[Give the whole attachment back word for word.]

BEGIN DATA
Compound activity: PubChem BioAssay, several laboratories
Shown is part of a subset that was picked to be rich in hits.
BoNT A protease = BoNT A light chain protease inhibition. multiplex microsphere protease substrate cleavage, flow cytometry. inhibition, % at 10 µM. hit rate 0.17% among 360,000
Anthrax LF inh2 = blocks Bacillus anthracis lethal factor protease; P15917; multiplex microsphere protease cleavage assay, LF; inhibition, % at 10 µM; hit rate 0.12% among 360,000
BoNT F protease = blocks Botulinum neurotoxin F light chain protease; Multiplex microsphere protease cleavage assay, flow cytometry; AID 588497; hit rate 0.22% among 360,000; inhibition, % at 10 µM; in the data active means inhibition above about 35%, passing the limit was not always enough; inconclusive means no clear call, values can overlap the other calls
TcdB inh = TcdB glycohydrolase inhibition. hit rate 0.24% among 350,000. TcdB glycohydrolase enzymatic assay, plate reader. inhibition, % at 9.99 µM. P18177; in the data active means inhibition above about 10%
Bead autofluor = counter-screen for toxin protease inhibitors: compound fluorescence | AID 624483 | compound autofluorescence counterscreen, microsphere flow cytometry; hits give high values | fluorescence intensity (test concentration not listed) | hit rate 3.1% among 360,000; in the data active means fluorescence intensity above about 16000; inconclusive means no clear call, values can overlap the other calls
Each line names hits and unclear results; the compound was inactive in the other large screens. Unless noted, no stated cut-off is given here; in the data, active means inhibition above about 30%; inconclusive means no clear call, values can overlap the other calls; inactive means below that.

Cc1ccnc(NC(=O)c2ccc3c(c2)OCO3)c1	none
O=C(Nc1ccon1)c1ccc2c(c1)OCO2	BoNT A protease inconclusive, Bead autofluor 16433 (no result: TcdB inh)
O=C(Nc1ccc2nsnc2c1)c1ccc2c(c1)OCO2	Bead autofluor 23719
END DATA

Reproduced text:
Compound activity: PubChem BioAssay, several laboratories
Shown is part of a subset that was picked to be rich in hits.
BoNT A protease = BoNT A light chain protease inhibition. multiplex microsphere protease substrate cleavage, flow cytometry. inhibition, % at 10 µM. hit rate 0.17% among 360,000
Anthrax LF inh2 = blocks Bacillus anthracis lethal factor protease; P15917; multiplex microsphere protease cleavage assay, LF; inhibition, % at 10 µM; hit rate 0.12% among 360,000
BoNT F protease = blocks Botulinum neurotoxin F light chain protease; Multiplex microsphere protease cleavage assay, flow cytometry; AID 588497; hit rate 0.22% among 360,000; inhibition, % at 10 µM; in the data active means inhibition above about 35%, passing the limit was not always enough; inconclusive means no clear call, values can overlap the other calls
TcdB inh = TcdB glycohydrolase inhibition. hit rate 0.24% among 350,000. TcdB glycohydrolase enzymatic assay, plate reader. inhibition, % at 9.99 µM. P18177; in the data active means inhibition above about 10%
Bead autofluor = counter-screen for toxin protease inhibitors: compound fluorescence | AID 624483 | compound autofluorescence counterscreen, microsphere flow cytometry; hits give high values | fluorescence intensity (test concentration not listed) | hit rate 3.1% among 360,000; in the data active means fluorescence intensity above about 16000; inconclusive means no clear call, values can overlap the other calls
Each line names hits and unclear results; the compound was inactive in the other large screens. Unless noted, no stated cut-off is given here; in the data, active means inhibition above about 30%; inconclusive means no clear call, values can overlap the other calls; inactive means below that.

Cc1ccnc(NC(=O)c2ccc3c(c2)OCO3)c1	none
O=C(Nc1ccon1)c1ccc2c(c1)OCO2	BoNT A protease inconclusive, Bead autofluor 16433 (no result: TcdB inh)
O=C(Nc1ccc2nsnc2c1)c1ccc2c(c1)OCO2	Bead autofluor 23719